Re­mem­ber­ing where we came from

The Enterprise-Bulletin (Collingwood) - - OPINION -

I am happy to live in Wasaga Beach, a town that re­mem­bers our roots and the be­gin­ning of be­ing a na­tion. As we move for­ward and try to as­sert our­selves as Canadians and what it means to be Cana­dian in an ever- chang­ing world, we tend to for­get the peo­ple from out­side Canada who gave their lives de­fend­ing this land and con­tribut­ing to Canada’s fu­ture.

When the Amer­ica in­vaded Canada, the 2nd Bat­tal­ion of the 89th Foot was de­ployed to the Ni­a­gara re­gion from Bri­tain. The his­tory of the reg­i­ment states that a company of sol­diers from the 89th came un­der fire at Fort Ge­orge and the Com­man­der- in- Chief ex­pressed his ad­mi­ra­tion of their con­duct on this oc­ca­sion in gen­eral or­ders.

The bat­tal­ion was also sent to de­fend Montreal along with the 49th Foot and some mili­tia. They caught up with the Amer­i­cans at Chryslers Farm on Nov. 11, 1813, se­verely de­feat­ing the Amer­i­cans, send­ing them back across the river and sav­ing Montreal.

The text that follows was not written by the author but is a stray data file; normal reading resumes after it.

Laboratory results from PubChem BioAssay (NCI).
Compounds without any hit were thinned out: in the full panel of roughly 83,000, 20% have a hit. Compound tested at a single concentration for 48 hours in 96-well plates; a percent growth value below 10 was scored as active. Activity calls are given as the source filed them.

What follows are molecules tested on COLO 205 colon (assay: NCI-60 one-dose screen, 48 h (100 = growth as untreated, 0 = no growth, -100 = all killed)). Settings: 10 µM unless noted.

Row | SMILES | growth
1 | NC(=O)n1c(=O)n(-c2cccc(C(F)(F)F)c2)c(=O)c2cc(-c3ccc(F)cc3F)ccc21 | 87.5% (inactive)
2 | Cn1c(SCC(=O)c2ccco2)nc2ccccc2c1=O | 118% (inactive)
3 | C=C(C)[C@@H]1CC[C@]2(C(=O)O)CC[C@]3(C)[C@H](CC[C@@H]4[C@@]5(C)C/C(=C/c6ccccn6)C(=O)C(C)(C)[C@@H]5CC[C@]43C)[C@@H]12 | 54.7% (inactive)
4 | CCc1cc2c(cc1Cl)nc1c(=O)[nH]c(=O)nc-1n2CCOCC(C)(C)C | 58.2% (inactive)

The 2nd/ 89th earned the ad­mi­ra­tion of the Lieu­tenant- Gen­eral Com­mand­ing for their steadi­ness and gal­lantry at Black Rock ( Dec. 30, 1813), and Lundy’s Lane ( July 26, 1814), where they lost 217 men out of 400 and gained the bat­tle hon­our “Ni­a­gara,” and the in­vest­ment of Fort Erie.

The bat­tal­ion, later known as the Royal Ir­ish Fusiliers, re­turned home to Ire­land in 1815 leav­ing over half of the Bat­tal­ion KIA and buried in Canada.

Ded­i­cated to the mem­ory of the men left be­hind in Canada.

Ge­orge Ker­naghan Wasaga Beach

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